Archive for October 8, 2010
10. The Other Guys
14. Step Up 3
15. The Switch
17. Vampires Suck
How far would you go for your ex? Would you move to a house in the middle of nowhere (that potentially has ghosts, if you believe in that sort of thing) to look after two delinquent kids? That’s what Andromeda Miller does for her ex-husband in Jennifer Crusie’s latest, Maybe This Time. Now, Andie and I both scoffed at these so-called ghosts. After three nannies have been run off because they say they saw spooks, and there are two kids with serious attitude problems, would you really believe in ghosts? Maybe it is the kids and maybe there really are specters going bump in the night. I’m not going to give it away – that’s what reading the book is for. I will say that a crazy Tarot card-reading mother, a spiritual medium, a parapsychology professor, a TV reporter with a super fake smile, and a really creepy housekeeper are thrown into the mix, not to mention a love triangle when both Andie’s fiancé and her ex-husband show up to win her affections.
I’ll also say that I thoroughly enjoyed Crusie’s latest book, and I’m very pleased with the supernatural bent she’s on. Her last book, Wild Ride, featured demons in an amusement park. Demons. Amusement park. Just sayin’ it can’t get much better. In the ranks of authors who can combine humor, action, and a little something weird, Crusie is up at the top.
- Heather Botelho
I like to go through our CD collection for oddities and stuffyouwouldn’texpect. Today I found “In The Pines-Tar Heel Folk Songs and Fiddle Tunes”. This is a collection of “old-time music of North Carolina 1926-1936.”
Besides being the home of NASCAR, John Coltrane and Thomas Wolfe, the genre of music we know today as “Bluegrass” has deep roots in North Carolina. The title “Bluegrass” has alot to do with the influence of Bill Monroe, the title of his group-”The Bluegrass Boys”, and his birth in Kentucky, but the music has roots all over Appalacia and the Southeastern United States. But, this collection isn’t bluegrass-its old-time acoustic country music as practiced by working class farmers, small shopkeeps, millworkers and the like in schoolhouses, on streetcorners and porches during the Harding, Hoover and Roosevelt Administrations. Bluegrass is the “modern” genre that folks would most easily find similar. Well, that and a kind of Country music that hasn’t been on the radio in a looong time. You may find it, though, played by scruffy longhaired, bearded middle-class college students in coffee houses from Seattle to Boston. Enough of my rambling…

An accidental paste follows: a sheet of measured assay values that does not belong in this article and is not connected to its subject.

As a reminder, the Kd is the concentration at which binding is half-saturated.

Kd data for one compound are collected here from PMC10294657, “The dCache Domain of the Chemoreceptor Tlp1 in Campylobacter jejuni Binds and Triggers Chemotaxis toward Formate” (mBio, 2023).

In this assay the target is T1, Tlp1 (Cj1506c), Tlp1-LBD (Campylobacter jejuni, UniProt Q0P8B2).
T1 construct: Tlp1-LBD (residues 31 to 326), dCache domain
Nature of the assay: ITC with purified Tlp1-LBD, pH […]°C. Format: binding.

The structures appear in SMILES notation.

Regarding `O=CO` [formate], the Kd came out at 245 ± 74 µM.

Carolina Tar Heels: http://www.youtube.com/watch?v=gL4bu6OCIJo&feature=related
Wade Mainer interviewed and pickin’ http://www.youtube.com/watch?v=kkexeI2N6YA&feature=related
And, this has nothing to do with music per se, but somehow another Carolina native, Earl Scruggs’ lightning banjo style reminds me of another Carolina native, NASCAR legend Junior Johnson running ‘shine “thru the woods of Caroline” , to quote Bruce Springsteen in “Cadillac Ranch”.
Until next time, put those CDs, albums, 45s and 78s back in their sleeves!